In other embodiments, applying an increasing set current further includes stopping applying the set current pulse to the data storing layer pattern when the measured resistance of the data storing layer pattern is lower than a first reference resistance. Applying an increasing reset voltage may further include stopping applying the reset voltage pulse to the data storing layer pattern when the measured resistance of the data storing layer pattern is higher than a second reference resistance. The reset voltage pulse may have a width greater than that of the set current pulse. The set current pulse may be a plurality of pulses. The first and the second electric pulses may be a current pulse and/or a voltage pulse. The data storing layer pattern may be a binary metal oxide.

In other embodiments, applying an increasing set current and applying an increasing reset voltage are carried out on each of a plurality of memory cells defined by a data storing layer pattern. Each of the respective memory cells has the set current and/or reset voltage increased to a level corresponding to a characteristic of the respective memory cell.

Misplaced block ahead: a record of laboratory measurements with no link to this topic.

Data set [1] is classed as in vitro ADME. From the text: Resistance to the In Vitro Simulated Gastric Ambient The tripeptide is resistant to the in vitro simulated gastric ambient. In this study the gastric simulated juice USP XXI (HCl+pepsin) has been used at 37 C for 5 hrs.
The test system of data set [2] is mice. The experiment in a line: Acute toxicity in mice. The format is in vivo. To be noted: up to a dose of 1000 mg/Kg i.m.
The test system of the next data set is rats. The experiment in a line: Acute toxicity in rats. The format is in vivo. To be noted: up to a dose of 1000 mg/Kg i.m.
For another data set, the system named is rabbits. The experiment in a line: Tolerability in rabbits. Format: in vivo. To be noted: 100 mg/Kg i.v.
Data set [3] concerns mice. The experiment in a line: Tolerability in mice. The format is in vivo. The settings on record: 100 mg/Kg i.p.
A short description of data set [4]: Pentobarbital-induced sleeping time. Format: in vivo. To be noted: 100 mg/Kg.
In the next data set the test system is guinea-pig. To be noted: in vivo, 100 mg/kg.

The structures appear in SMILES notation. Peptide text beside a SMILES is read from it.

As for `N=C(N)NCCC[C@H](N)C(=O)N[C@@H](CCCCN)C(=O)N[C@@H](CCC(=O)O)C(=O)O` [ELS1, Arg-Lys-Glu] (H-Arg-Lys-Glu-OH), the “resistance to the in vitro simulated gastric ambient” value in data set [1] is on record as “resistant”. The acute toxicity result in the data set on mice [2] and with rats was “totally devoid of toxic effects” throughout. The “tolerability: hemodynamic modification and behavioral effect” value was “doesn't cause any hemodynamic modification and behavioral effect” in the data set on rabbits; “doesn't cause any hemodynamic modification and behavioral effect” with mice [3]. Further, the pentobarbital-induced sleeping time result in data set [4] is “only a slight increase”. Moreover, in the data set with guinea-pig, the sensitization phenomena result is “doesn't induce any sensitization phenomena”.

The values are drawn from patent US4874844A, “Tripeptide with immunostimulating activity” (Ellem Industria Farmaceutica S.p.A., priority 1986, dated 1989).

In further embodiments, applying an increasing set current comprises gradually increasing the set current applied to the data storing layer pattern until the resistance of the data storing layer pattern is lower than a first reference resistance. Applying an increasing reset voltage comprises gradually decreasing the reset voltage applied to the data storing layer pattern until the resistance of the data storing layer pattern is higher than a second reference resistance.